When Dutch quit striping in 1958, he was still in great demand. Customizers from all over the country had heard of him, and cars came from as far away from the L.A. area as New York to be "Dutched." When a car owner came to him, he didn't tell Dutch what he wanted, he just told him how much 'time' he wanted to purchase. The designs were up to Dutch, and many of them were created way down deep in the recesses of his eccentric imagination. He had hundreds of imitators and followers; Shakey Jake, The Barris Brothers, Tweetie, Slimbo, Big Daddy Ed Roth and many others.

Dutch On Money

Despite his genius and popularity, Dutch never made any money from striping. Money was something he detested. In this quote from a 1965 article Dutch explains his thoughts on money.

"I make a point of staying right at the edge of poverty. I don't have a pair of pants without a hole in them, and the only pair of boots I have are on my feet. I don't mess around with unnecessary stuff, so I don't need much money. I believe it's meant to be that way. There's a 'struggle' you have to go through, and if you make a lot of money it doesn't make the 'struggle' go away. It just makes it more complicated. If you keep poor, the struggle is simple. "

Every so often he would double his rate just to weed out the undesirables. So many were demanding his services that he just couldn't stand it anymore.   It didn't work! No matter what he charged, they just kept on coming! He hated the commercial aspects of what he did. He believed that you couldn't focus on doing good work if you worried about the money, and 'good work' was everything to Dutch!

So, after about 10 years of hiding out, Dutch surfaced in Arizona, where he made guns and knives, did some custom paint, bodywork, and pinstriping. He and his wife and kids tried. somewhat, to live like a 'normal' family.....in a house...with a bar-b-que....and a station wagon.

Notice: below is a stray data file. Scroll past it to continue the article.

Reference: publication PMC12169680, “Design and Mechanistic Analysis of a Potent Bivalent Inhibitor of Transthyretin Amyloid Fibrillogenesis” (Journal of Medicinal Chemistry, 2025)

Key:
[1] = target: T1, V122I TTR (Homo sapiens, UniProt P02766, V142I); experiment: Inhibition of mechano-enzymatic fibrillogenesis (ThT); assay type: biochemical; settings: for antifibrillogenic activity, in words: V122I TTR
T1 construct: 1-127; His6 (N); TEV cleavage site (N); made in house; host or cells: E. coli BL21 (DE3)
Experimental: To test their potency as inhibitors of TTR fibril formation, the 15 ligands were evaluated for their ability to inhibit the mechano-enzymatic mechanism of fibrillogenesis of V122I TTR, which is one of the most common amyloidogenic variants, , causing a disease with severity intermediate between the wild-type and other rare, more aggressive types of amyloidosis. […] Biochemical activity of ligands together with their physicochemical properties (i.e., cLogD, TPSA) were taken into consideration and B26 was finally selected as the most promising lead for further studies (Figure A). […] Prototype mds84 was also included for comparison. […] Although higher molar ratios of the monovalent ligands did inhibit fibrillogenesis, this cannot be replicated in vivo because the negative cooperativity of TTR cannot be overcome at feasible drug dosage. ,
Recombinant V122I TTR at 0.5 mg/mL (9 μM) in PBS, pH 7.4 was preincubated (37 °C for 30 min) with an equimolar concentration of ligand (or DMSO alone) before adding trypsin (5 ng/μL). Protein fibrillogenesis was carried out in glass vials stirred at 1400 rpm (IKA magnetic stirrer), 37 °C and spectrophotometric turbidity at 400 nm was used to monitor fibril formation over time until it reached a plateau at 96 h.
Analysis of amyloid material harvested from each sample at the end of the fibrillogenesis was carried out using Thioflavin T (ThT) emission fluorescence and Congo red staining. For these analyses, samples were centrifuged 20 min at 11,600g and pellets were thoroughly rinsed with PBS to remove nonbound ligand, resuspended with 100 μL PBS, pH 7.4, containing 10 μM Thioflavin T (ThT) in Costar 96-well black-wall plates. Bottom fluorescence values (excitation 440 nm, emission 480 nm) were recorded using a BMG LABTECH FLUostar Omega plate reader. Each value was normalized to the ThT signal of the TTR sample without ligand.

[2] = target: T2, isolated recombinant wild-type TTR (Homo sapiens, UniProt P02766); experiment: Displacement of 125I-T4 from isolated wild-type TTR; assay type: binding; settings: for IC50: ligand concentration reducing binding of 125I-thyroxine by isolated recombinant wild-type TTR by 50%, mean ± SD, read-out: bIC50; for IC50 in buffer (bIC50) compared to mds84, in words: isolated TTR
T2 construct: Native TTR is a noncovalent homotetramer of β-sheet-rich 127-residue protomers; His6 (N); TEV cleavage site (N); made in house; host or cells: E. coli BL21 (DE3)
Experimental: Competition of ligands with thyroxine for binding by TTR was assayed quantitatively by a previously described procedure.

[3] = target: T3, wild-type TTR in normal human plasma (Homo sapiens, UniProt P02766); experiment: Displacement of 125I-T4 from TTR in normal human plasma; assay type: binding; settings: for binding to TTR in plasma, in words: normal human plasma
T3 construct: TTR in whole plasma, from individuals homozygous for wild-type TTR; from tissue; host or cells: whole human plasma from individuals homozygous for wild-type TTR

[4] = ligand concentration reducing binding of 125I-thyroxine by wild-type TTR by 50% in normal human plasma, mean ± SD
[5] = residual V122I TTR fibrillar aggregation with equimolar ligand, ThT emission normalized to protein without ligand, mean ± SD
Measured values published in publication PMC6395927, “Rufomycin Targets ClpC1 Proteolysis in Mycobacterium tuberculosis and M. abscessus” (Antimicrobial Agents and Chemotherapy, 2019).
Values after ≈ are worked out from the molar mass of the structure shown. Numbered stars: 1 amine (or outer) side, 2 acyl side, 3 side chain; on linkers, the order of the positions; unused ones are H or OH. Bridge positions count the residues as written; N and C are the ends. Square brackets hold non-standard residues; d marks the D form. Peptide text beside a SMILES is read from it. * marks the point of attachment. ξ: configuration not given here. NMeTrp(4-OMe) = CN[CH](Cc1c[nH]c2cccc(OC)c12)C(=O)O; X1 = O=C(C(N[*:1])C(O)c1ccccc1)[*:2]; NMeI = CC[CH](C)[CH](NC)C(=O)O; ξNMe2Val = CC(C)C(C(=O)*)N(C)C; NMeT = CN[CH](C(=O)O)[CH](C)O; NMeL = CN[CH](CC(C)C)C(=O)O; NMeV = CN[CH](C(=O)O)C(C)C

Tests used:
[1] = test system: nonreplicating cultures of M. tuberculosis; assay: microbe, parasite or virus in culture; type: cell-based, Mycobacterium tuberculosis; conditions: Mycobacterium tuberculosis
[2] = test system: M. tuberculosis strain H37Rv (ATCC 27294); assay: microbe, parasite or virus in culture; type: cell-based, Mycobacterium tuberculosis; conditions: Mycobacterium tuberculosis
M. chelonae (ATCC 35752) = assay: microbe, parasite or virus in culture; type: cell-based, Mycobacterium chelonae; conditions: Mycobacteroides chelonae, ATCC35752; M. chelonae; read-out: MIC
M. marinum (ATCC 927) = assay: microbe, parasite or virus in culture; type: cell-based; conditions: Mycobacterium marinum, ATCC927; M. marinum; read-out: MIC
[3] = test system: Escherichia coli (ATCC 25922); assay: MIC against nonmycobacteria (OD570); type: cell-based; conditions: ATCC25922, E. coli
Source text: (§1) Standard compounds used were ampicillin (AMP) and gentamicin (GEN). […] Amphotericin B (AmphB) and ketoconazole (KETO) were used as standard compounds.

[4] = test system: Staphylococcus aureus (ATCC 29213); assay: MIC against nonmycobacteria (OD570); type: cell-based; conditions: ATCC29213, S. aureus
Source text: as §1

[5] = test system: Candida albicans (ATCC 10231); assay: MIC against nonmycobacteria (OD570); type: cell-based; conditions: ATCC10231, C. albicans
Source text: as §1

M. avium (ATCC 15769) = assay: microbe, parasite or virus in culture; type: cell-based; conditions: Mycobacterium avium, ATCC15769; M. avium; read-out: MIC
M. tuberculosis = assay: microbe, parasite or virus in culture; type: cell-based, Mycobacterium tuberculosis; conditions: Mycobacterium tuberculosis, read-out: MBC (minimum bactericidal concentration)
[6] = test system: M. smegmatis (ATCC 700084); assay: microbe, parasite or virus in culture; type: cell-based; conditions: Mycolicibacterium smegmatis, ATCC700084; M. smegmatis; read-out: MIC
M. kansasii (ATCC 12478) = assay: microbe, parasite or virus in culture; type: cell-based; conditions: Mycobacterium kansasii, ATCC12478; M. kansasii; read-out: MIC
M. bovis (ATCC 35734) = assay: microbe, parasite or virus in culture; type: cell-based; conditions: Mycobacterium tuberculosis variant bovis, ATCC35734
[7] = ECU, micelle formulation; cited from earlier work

The Brucker Years

The domestic life lasted until the mid-seventies when Dutch dropped everything, and moved back to California to take over the job vacated by Big Daddy Roth at "Cars of the Stars."  He would be the general fabricator and custodian of the Bruckers Family's Collectibles. The Bruckers gave Dutch a house to live in and appointed him work hoursof 9 to 5. Much to everyone's amusement, Dutch started calling himself J.L. Bachs, short for Joe Lunch Box.

When 'Cars of the Stars' closed up. Dutch moved to Santa Paula, California along with the Brucker Collection and lived his remaining years right there at the warehouse, behind a locked enclosure, mostly running everyone off, especially those wearing any kind of uniform or carrying a clipboard. He also shot at a guy who said he was from Cleveland! Dutch got to be really eccentric-amundo!

It was during these years that he turned out some beautiful knives, all hand-done and brass-etched. He sold about 100 of them for $300 each. Today they would easily fetch $3,000! He also built some extraordinary motorcycles and lots of other stuff, like (no kidding) a steam-powered TV set. He also built the "Kenford"....1956 pickup with a '47 Kenworth cab combo!

For pinstripers, Von Dutch is the one person most responsible for the existence of the craft. He's also responsible for other custom touches we're all familiar with as he was also the creator of the motorized rollerskate and putting VW engines in anything but VW's. He was an expert gunsmith, knife-maker, and fabricator. To those who knew and understood him (not to many) he was a Great Philosopher.

The Life And Times Of Von Dutch by Bob Burns